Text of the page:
Table 1 summarizes results of several studies published in the last decade on laparoscopic and/or endoscopic repair of CVF.14,19-24 Mean operative time ranged from 135 to 240 minutes. Mean estimated blood loss varied from 75 to 267 milliliters. Conversion rates to open surgery were reported to be between 0 and 46%. Mean length of stay ranged from 4 to 10 days. The majority of patients healed the fistula after laparoscopic repair.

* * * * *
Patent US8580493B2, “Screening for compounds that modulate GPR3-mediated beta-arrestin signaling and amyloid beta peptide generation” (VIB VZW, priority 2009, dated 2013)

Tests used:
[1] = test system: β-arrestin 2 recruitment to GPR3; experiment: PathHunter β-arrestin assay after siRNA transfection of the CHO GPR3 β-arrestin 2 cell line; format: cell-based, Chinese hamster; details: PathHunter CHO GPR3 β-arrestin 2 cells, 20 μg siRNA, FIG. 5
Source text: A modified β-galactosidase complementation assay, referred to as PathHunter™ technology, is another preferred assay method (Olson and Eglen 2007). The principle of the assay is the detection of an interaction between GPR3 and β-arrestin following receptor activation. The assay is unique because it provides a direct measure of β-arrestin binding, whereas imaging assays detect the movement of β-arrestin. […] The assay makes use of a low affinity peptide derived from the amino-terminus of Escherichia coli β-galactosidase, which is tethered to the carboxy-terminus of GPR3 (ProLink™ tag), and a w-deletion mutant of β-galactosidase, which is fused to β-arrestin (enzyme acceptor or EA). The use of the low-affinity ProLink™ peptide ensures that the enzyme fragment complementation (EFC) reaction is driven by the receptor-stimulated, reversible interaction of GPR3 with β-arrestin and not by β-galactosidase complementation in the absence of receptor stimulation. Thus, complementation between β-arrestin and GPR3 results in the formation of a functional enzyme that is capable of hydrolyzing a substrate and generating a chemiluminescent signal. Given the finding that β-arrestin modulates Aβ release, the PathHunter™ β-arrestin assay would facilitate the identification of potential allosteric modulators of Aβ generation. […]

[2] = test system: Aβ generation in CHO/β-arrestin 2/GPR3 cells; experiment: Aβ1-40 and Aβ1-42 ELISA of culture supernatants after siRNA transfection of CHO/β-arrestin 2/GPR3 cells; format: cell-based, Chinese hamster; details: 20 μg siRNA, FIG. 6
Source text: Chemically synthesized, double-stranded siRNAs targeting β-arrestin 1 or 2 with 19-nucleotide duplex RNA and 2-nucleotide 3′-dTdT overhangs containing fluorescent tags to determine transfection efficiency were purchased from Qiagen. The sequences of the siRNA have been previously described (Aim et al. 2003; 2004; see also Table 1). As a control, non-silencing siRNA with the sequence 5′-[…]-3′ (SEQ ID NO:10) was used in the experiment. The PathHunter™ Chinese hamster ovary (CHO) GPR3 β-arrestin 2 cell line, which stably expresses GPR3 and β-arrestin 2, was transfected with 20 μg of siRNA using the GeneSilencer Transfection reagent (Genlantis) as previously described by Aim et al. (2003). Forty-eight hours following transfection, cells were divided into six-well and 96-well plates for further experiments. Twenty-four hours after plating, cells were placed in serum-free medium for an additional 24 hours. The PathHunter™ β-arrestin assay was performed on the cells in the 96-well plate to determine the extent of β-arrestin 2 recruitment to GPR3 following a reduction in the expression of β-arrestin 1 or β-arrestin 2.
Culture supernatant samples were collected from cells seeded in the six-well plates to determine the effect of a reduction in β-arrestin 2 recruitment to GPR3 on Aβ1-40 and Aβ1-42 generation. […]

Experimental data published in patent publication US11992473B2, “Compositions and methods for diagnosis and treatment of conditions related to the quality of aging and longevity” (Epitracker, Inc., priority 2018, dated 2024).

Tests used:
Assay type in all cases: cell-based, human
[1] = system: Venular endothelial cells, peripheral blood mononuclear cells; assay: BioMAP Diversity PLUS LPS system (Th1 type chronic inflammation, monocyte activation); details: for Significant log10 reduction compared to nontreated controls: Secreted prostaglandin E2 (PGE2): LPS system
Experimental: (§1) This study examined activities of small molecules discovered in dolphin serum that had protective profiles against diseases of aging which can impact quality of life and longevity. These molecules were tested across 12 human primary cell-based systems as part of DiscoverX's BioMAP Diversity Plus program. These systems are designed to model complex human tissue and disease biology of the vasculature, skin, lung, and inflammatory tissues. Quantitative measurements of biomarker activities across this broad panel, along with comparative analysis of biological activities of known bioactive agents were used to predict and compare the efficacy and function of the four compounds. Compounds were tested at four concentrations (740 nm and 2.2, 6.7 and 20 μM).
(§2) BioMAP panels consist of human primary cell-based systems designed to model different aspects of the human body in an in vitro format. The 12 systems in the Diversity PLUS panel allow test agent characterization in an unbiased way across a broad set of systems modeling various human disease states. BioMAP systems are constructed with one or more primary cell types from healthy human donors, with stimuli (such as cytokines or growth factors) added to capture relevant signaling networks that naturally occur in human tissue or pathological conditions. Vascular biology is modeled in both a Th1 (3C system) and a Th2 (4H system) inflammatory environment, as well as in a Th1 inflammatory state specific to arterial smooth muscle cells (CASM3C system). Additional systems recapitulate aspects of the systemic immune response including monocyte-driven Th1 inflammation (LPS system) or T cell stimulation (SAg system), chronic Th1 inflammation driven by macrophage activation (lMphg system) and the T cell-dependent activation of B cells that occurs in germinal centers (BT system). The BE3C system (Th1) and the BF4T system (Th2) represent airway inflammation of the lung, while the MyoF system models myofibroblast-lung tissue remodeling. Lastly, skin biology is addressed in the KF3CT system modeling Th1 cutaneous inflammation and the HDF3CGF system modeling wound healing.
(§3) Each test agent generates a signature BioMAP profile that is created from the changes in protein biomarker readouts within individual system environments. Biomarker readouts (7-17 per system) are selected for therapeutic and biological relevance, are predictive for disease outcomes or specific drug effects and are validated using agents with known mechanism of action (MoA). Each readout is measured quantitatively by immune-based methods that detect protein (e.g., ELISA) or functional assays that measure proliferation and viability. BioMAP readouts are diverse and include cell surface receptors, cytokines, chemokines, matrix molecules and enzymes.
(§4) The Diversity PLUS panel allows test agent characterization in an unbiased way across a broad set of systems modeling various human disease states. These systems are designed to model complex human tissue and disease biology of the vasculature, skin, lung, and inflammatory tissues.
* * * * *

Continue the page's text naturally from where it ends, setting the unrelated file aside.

Data on the use of robotic surgery for colonic fistula including CVF remains scarce. Currently most published data consists of case reports or video presentations. The senior author reported his initial experience with the robotic approach for colonic fistulas in 2015.15 Eleven patients with colonic fistulas including six with CVF (54.5%) were operated robotically. Conversion rate to open surgery was 18%. Stoma formation rate was 18%. Median operative time was 250 minutes with a median blood loss of 250 milliliters. No intraoperative complications were noted. Median length of stay was 7 days with 27% complication rate. The readmission rate was 9%. All patients healed their fistula at last follow-up. The conclusion of this study was that patients with colonic fistulas including CVF can be treated by the robotic approach with 100% healing rate and acceptable operative times and blood loss. However, in comparison to the laparoscopic experience of the senior author, the conversion rate was higher and length of stay longer but it was unclear whether these results were attributable to the early learning curve of the senior author with robotic surgery at the time and/or the small number of patients in the study.15 In 2014, Maciel et al.25 published their experience with laparoscopic and robotic surgery for CVF. During their study period, 55 patients were operated laparoscopically for CVF and 20 patients underwent robotic surgery for CVF. The two groups were similar demographically. Two patients in the robotic group had colovaginal fistula in addition to the CVF. Mean total operative time was shorter in the laparoscopic group compared to the robotic group (181.7 minutes vs. 274.8, p=0.001). The complication rate was similar in both groups, 29.1% in the laparoscopic group and 20% in the robotic group (p=0.69). Mean estimated blood loss was 187.7 milliliters in the laparoscopic group compared to 101.3 milliliters in the robotic group (p=0.06). Conversion rate was higher in the laparoscopic group (14.6% vs. 0%, p=0.001). The mean length of stay was similar in both groups (4.6 days vs. 3.5 days, p=0.08). No mortality was noted in the study. One patient in each group developed colocutaneous fistula postoperatively, with recurrence of CVF in one patient in the laparoscopic group. The overall conclusions of the study were that the robotic approach was feasible in patients with CVF with longer operative time compared to the laparoscopic techniques but similar blood loss, complication rates, and length of stay. However, patients operated robotically had significantly lower conversion rate. In view of the limited data on robotic surgery for CVF and difference in results in the above cited studies, more research is needed with larger number of patients to determine the outcome of laparoscopic and robotic surgery for patients in CVF.